TV Review: Cosmos, Episode 12

CosmosEpisode12

(I've decided to review the new Cosmos series hosted by Neil deGrasse Tyson that's airing on Fox. If you missed it, you can stream full episodes online.) Cosmos: A Spacetime Odyssey, Episode 12, "The World Set Free" For its penultimate episode, Cosmos returns to the subject of climate science, a familiar variation on a sermon it's already preached more than once. I have some mixed feelings about this. With the series pressing against time constraints, I worry about the lost opportunities … [Read more...]

TV Review: Cosmos, Episode 9

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(I've decided to review the new Cosmos series hosted by Neil deGrasse Tyson that's airing on Fox. If you missed it, you can stream full episodes online.) Cosmos: A Spacetime Odyssey, Episode 9, "The Lost Worlds of Planet Earth" At the beginning of its run, Cosmos tended to alternate excellent episodes with mediocre ones, which made me wonder if that would be the pattern for the whole series. But I'm happy to say that the show has hit its stride: the last three episodes, including this one, … [Read more...]

TV Review: Cosmos, Episode 7

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(I've decided to review the new Cosmos series hosted by Neil deGrasse Tyson that's airing on Fox. If you missed it, you can stream full episodes online.) Cosmos: A Spacetime Odyssey, Episode 7, "The Clean Room" There may be some fields of science that have absolutely no political implications, but they're few and far between. Scientists stand on the front lines of humanity's advancing knowledge, and as such, they're often the first people to glimpse a looming danger, one that can only be … [Read more...]

Atlas Shrugged: Intrusions of Nature

OilDerricks

Atlas Shrugged, part II, chapter I After a brief detour through the glorious disaster that was the Atlas Shrugged: Part I movie, we're ready to dive into the second part of the book. When we last checked in, Ellis Wyatt had blown up his oil wells and vanished. Part II raises the curtain at the State Science Institute: Dr. Robert Stadler paced his office, wishing he would not feel the cold. Spring had been late in coming... It was not cold today, the chill was in his bones — he … [Read more...]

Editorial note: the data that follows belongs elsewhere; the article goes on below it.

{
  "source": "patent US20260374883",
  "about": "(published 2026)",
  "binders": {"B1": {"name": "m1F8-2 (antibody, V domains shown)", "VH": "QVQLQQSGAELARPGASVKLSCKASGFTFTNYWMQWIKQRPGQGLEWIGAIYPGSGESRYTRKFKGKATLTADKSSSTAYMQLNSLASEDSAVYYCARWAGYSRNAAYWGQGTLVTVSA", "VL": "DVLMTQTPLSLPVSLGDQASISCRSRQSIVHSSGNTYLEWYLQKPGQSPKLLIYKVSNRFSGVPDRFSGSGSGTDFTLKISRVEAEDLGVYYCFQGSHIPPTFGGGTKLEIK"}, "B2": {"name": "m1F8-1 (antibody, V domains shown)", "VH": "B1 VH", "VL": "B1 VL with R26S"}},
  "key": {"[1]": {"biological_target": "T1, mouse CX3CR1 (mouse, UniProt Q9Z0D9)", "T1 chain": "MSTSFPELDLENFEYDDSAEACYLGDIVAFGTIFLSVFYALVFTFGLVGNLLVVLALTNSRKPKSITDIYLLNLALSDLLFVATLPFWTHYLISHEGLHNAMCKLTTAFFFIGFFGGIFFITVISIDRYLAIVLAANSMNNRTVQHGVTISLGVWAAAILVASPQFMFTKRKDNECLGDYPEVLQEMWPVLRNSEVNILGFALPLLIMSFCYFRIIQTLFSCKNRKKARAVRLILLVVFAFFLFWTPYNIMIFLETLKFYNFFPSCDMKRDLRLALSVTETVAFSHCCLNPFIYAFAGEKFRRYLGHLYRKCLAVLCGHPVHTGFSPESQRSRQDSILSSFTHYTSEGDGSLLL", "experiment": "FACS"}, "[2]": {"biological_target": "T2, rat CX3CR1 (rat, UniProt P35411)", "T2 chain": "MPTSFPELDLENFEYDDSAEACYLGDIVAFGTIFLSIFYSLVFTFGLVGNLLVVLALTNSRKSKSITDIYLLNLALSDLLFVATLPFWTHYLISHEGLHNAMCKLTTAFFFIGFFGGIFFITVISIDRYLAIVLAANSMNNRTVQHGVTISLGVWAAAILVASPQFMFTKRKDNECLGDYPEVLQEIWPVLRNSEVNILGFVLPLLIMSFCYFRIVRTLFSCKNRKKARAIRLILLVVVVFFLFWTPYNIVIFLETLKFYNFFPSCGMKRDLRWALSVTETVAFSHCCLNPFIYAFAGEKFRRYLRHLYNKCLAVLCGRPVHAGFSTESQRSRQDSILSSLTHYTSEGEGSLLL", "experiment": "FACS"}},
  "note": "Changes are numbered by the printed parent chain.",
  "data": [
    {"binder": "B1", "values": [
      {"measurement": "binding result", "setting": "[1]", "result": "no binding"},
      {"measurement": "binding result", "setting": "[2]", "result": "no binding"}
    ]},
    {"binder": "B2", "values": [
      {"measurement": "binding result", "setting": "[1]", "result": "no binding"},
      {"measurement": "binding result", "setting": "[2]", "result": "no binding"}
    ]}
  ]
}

Weekend Coffee: Rewilding

UnderGreenLeaves

While I was doing research for this week's post on de-extinction, I came across an article by George Monbiot on the phenomenon of "accidental rewilding" that I thought was worth sharing. I loved the book The World Without Us, which describes how rapidly nature would move in and erase the artifacts of civilization if human beings weren't there to act as caretakers and groundskeepers. The author, Alan Weisman, cites a few places where this has happened, like the village of Pripyat near … [Read more...]

Atlas Shrugged: The Fires of Kuwait

KuwaitOilWellFires

Atlas Shrugged, part I, chapter X While Dagny has been criscrossing the country seeking the inventor of the motor, she learns from Eddie Willers that the looters are once again making absurd demands, this time clamoring for new laws that would kill the John Galt Line and strangle the industry of Colorado: The Union of Locomotive Engineers was demanding that the maximum speed of all trains on the John Galt Line be reduced to sixty miles an hour. The Union of Railway Conductors and … [Read more...]

On the Morality of: De-Extinction

Dolly

I was fascinated by a lengthy article last week on "de-extinction", the emerging science of cloning extinct species back to life. While we almost certainly won't be recreating dinosaurs Jurassic Park style, there are many vanished animals for which we have well-preserved specimens from which we could extract genetic material, from passenger pigeons to woolly mammoths, dodos to thylacines (or even the Australian gastric brooding frog, a bizarre species that gestates its young in its stomach). … [Read more...]

Atlas Shrugged: The Price of Progress

SmogInChina

Atlas Shrugged, part I, chapter IX As I've mentioned before, even though Atlas Shrugged is intended to be a complete guide to Ayn Rand's economic and political philosophy, there are some fundamental aspects of an economy that she never addresses or makes only the vaguest of passing allusions to. I'm going to linger on the scene we discussed last time, because it has one of those fleeting mentions that's of enormous importance. Mr. Mowen looked at the skyline, at the belts, the wheels, … [Read more...]

Atlas Shrugged: Gasland

OilDerricks

Atlas Shrugged, part I, chapter VIII After Dagny and Hank's train rolls in triumph into Wyatt Junction, Ellis Wyatt invites the two of them to his house for a celebratory dinner. While they eat, he encourages Hank Rearden to move to Colorado ("This is the capital of the Renaissance") and lets them in on his own future plans: He pointed west. "The Buena Esperanza Pass. Five miles from here. Everybody's wondering what I'm doing with it. Oil shale. How many years ago was it that they gave … [Read more...]

Repost: Fossilized Opinions

Ammonite

[Author's Note: I'm reposting some old favorites while I'm away on vacation this week. This post was originally from March 2010.] Sam Harris is famous for the argument that religion, even moderate religion, does harm by teaching that faith is a virtue that should not be questioned, which encourages militant and violent strains of fundamentalism. Today, I want to talk about another way, subtle but unmistakable, that religion causes harm to human beings. Because of its tendency to treat … [Read more...]


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